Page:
The Contribution of d on V is the Effect of d on V relative to V. We can write this in Soft Arithmetic as Effect of d on V // V, whereby the // in Soft Arithmetic is only like normal division in special, numerical cases, but serves as a fuzzy analogue of division in more general, i.e. non-numerical cases.

We defined Effect first for simple Theories and then we showed how to build up the idea of, and “calculate”, an Effect further downstream by combining the composite Effects. In the same way we can “calculate” Contribution also for composite Theories.

Attribution: the reverse direction, and not necessarily partial.

If the effect of U on V is c, c can be attributed to U.

So attribution is just contribution back-to-front, and without being set in relation to the whole.

Contribution described for different kinds of Rules

Rules with only propositional (Boolean) Variables

Children more tolerant and resistant (Rule: AND) ((no,yes)) 

 Training delivered ((no,yes))

 Schools supported ((no,yes))

 Ministry supportive ((no,yes))

In these type of functions, all the Variables are propositions which take Boolean values (true / false), and the rules are completely deterministic. Project planning frameworks usually assume this kind of logic and explicitly or implicitly use the idea of a “development hypothesis”, e.g.:

If the teacher training courses are delivered (intervention) and the schools are continuously supported (intervention) and if the Ministry of Education provides a supporting environment (assumption) then children will be more tolerant and resistant to radicalisation (outcome).

The use of the word “hypothesis” is perhaps a little misleading here because there is nothing hypothetical about the Theory taken as a whole, which is asserted to be true. It does not mean that we are hedging our bets or are open to alternative Theories. It simply means: there is a Mechanism such that if and when the influence Variables are manipulated, there will be this particular effect in the consequence Variable. The only hypothetical is whether or not the influence Variables will actually be manipulated.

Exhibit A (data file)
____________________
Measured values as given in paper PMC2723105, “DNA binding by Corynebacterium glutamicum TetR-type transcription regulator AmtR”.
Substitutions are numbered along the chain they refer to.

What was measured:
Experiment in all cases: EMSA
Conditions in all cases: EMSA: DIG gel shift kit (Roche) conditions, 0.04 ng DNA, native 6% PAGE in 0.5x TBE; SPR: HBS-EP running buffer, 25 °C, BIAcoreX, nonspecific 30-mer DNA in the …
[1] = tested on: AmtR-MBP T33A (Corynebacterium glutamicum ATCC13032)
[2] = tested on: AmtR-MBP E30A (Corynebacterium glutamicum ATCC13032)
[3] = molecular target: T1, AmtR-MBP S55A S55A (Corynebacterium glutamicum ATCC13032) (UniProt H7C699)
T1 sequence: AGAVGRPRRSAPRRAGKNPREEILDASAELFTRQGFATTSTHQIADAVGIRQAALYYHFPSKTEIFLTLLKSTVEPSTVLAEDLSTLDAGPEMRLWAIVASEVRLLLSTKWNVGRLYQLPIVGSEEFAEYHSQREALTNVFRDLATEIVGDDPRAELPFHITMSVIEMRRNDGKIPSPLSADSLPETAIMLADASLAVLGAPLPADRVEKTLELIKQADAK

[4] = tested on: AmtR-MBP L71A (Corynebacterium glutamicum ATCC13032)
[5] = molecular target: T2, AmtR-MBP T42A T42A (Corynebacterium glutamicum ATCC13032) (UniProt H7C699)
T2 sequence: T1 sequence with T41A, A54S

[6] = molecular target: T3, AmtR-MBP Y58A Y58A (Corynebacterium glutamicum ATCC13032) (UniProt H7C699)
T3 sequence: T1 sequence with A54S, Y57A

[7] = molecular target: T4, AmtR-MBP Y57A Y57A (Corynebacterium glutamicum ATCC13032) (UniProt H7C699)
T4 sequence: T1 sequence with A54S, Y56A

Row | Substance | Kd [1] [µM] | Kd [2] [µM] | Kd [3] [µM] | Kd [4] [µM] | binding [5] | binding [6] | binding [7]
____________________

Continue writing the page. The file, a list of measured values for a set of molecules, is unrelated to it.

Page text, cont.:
This kind of model has a lot of advantages and disadvantages … xx

INUS causes (Mackie, 1974) within propositional Mechanisms

This kind of Mechanism has received a lot of attention in the literature on causation …. TBC

Words in Capitals: Thin contributions

The effect of one Variable on another in a given context, is thin if it only provides a small part of the effects (or of the humanly influence-able effects) on the downstream Variables.

Judea Pearl (Pearl 2000) and others have argued that the kind of simple directed graph such as those displayed by Theory Maker drives the way we understand, predict, explain and try to control the world around us.

In particular, and this is absolutely central to project and programme evaluators, within this basic model we can get a good understanding of the contribution which one influence Variable makes - in the context of any other influence Variables - to a consequence Variable. Contribution is the defining question of evaluation: how much does our project intervention contribute to changes we desire?

If we can understand contribution in the context of one simple building block, and then we can show how to build up more complex Theories using these blocks, we should be able to understand contribution within these more complex Theories too.

There are many other interesting templates for building up explanations of how the world changes and how we can intervene, from system dynamics to chaos Theory. But I believe any Theory expressed with any of these alternative models can also be expressed using the kind of basic building block we deal with here: a single-step functional model linking parent and consequence Variables. I discuss this claim in more detail later.

Attribution and contribution concern calculating or at least estimating or desribing the effects of individual influence Variables within Theories with multiple influence Variables.


Earl, S, F Carden, and T Smutylo. 2001. Outcome mapping. IDRC (International Development Research Centre).{\_}TOPIC.html.

Almquist, Anne. 2011. “Attribution versus contribution.”

Aidleap. 2015. “Contribution vs Attribution – A Pointless Debate.”

Davidson, E. Jane. 2010. “Outcomes , impacts & causal attribution.”

Mayne J. 2001. “Addressing attribution through contribution analysis: Using performance measures sensibly.” The Canadian Journal of Program Evaluation 16 (1): 1–24. doi:10.1007/978-94-007-6386-9_47.

Pearl, Judea. 2000. Causality: Models, reasoning and inference. Cambridge Univ Press.